21 years to save for a deposit in Dublin as housing crisis deepens

Research shows challenges faced by average earners looking to buy the average house in the capital

It could take the average worker renting in Dublin up to 21 years to save enough to buy an average house in the capital, new research shows. Dwellers in Galway and Cork fare better, with much lower rents and house prices meaning a first-time buyer will need to save for less than three years to get on the property ladder – provided they spend the minimum needed to survive.

Research carried out by Prosperous Financial has found that Dubliners earning the average wage (€36,919 a year) are left with just €127.24 per month after covering rent and living expenses. This is based on monthly rent of €1,500 for a one-bed apartment in the capital. But saving €127 a month, earning interest of just 0.25 per cent, means that to save a deposit of €32,567 – enough to buy the average house worth €325,671 – will take more time than most people can afford.

"This means it will take them 21 years to get the deposit together. What is worse, is that this assumes the average house price won't have increased in 21 years' time," says Eoin Magee, principal of Prosperous Financial, although wage increases, which could afford a greater amount to be saved, could offset the impact of this.

Even where putative homebuyers can cut down on their rent, by sharing a property or renting with their partner, and bump up their monthly savings to €300 a month, it would still take nine years to save enough for a deposit in Dublin. In such situations, Magee argues that unless a potential homebuyer starts saving such amounts at the age of 21, they won’t be buying a home in the capital in their twenties. The last time Mr Magee conducted this survey in 2015, he found that it would take seven and a half years to save for such a house in Dublin.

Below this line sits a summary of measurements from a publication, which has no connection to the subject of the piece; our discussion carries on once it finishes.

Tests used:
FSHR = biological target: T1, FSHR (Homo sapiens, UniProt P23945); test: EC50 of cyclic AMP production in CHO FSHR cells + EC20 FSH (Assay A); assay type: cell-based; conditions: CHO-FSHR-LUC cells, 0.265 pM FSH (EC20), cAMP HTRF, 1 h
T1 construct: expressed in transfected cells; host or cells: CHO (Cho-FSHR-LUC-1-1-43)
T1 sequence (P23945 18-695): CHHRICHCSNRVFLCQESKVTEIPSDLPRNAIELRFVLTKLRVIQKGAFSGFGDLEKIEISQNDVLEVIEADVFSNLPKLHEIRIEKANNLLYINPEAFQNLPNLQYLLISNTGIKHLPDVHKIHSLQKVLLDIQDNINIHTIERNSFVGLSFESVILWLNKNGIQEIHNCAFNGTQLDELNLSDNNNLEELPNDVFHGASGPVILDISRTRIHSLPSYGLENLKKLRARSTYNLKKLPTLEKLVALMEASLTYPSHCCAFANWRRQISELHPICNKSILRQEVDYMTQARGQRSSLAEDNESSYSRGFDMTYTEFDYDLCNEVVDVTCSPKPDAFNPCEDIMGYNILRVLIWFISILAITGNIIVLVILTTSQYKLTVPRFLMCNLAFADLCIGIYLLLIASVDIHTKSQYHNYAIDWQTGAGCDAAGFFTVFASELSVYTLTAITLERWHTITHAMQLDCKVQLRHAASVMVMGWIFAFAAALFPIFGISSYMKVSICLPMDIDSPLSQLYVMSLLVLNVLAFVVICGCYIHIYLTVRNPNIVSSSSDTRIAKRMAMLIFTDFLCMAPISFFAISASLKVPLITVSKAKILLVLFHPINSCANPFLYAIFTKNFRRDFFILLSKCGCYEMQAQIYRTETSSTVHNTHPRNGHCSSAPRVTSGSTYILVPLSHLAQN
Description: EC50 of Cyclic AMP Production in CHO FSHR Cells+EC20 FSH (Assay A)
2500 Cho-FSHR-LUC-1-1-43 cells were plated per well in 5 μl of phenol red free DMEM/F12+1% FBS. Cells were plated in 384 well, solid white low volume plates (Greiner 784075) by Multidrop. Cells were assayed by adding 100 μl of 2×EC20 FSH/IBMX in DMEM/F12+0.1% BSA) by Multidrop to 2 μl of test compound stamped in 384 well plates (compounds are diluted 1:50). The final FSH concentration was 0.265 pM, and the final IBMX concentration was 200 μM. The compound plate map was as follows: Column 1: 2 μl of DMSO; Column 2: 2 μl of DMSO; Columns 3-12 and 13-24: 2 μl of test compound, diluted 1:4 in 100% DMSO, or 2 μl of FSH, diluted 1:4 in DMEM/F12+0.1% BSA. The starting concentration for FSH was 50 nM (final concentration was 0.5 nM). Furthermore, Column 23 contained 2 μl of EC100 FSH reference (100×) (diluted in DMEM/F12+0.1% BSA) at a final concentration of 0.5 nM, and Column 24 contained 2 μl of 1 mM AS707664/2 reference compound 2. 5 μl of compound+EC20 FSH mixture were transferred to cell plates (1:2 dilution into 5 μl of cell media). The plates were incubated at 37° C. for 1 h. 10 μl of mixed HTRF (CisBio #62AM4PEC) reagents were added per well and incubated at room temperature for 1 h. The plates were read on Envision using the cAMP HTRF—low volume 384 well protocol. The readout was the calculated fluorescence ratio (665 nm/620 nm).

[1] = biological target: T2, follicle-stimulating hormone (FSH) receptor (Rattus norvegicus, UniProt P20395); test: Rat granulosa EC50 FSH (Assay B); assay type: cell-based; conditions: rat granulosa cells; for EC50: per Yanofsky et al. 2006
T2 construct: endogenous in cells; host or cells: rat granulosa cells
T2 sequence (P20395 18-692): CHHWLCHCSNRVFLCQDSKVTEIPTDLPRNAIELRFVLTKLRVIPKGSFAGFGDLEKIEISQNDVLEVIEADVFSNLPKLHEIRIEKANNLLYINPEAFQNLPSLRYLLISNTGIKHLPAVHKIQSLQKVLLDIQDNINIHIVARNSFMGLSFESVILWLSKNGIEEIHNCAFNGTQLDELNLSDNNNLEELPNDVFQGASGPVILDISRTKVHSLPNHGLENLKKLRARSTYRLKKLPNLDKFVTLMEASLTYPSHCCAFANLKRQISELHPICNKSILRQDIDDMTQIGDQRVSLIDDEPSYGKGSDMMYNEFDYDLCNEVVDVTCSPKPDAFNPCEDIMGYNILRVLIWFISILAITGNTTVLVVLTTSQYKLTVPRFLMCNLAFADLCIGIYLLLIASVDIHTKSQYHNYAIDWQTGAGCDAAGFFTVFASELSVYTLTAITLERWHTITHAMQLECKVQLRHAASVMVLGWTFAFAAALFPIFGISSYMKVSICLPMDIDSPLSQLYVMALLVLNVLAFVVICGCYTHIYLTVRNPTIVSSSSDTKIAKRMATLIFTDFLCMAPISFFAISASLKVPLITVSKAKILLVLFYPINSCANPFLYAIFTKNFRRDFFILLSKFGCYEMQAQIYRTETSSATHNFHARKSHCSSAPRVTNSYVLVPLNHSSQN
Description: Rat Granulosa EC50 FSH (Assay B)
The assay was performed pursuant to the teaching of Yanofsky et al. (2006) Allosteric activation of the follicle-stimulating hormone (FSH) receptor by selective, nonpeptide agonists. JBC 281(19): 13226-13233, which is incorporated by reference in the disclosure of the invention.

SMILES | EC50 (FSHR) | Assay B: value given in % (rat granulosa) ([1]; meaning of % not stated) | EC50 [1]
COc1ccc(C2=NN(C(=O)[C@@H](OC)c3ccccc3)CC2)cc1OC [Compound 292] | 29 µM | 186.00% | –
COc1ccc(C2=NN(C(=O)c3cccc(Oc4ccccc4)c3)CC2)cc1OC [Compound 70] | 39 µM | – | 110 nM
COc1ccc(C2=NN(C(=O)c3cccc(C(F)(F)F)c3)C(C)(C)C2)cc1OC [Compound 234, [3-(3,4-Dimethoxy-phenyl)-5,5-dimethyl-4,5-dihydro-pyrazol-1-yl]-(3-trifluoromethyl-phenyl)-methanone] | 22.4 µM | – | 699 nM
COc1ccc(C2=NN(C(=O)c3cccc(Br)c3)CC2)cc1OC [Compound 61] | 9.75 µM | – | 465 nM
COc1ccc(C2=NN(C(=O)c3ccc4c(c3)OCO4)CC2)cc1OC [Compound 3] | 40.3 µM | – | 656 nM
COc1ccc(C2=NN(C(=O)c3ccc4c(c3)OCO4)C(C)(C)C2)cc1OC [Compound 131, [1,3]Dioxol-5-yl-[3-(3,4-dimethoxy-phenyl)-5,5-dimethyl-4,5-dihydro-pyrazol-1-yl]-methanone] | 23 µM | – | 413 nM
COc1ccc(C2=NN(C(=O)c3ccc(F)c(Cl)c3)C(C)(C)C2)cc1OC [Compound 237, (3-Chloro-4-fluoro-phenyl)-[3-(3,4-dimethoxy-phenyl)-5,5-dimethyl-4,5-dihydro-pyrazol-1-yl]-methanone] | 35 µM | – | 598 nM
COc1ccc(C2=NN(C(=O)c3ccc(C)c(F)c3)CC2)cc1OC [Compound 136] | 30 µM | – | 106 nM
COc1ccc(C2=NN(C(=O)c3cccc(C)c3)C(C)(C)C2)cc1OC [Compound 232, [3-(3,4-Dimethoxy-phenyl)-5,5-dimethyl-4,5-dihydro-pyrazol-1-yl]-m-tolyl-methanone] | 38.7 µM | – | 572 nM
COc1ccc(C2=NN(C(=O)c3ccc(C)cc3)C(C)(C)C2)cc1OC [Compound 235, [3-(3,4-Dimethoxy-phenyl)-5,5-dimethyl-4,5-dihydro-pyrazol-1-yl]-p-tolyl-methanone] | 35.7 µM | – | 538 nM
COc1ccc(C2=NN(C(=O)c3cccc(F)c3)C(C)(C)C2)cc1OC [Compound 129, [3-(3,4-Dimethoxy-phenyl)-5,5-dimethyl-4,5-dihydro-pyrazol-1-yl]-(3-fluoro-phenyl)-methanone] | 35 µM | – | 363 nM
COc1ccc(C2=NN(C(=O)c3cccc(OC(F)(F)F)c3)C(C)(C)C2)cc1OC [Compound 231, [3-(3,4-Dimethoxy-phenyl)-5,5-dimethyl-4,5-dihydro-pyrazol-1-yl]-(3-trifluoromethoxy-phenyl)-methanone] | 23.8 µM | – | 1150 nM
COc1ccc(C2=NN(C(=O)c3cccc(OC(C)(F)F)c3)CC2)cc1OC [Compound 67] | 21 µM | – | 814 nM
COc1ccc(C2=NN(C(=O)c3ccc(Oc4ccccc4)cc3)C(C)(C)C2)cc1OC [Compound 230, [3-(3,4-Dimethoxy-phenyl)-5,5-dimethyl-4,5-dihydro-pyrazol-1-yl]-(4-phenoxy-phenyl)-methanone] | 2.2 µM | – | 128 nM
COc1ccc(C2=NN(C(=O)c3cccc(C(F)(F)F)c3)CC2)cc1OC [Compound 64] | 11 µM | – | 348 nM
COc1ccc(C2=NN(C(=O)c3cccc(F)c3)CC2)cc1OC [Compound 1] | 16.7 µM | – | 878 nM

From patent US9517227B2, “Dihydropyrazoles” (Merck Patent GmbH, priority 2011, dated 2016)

In Cork, where rents average about €758 for a one-bed apartment, someone on the average wage could secure a deposit of about €26,000 to buy a house worth €261,000 in less than three years; however this would depend on the buyer spending just enough to live on, and putting away about €800 a month. It’s a similar story in Galway, where rents/cost of living, are about the same as Cork.

And with house prices continuing to increase by double digit numbers – up by 13 per cent in the year to February for example – and supply at record lows, there can be intense competition for houses, making it difficult to buy a home even when an applicant has the finances in place.

Fiona Reddan

Fiona Reddan

Fiona Reddan is a writer specialising in personal finance and is the Home & Design Editor of The Irish Times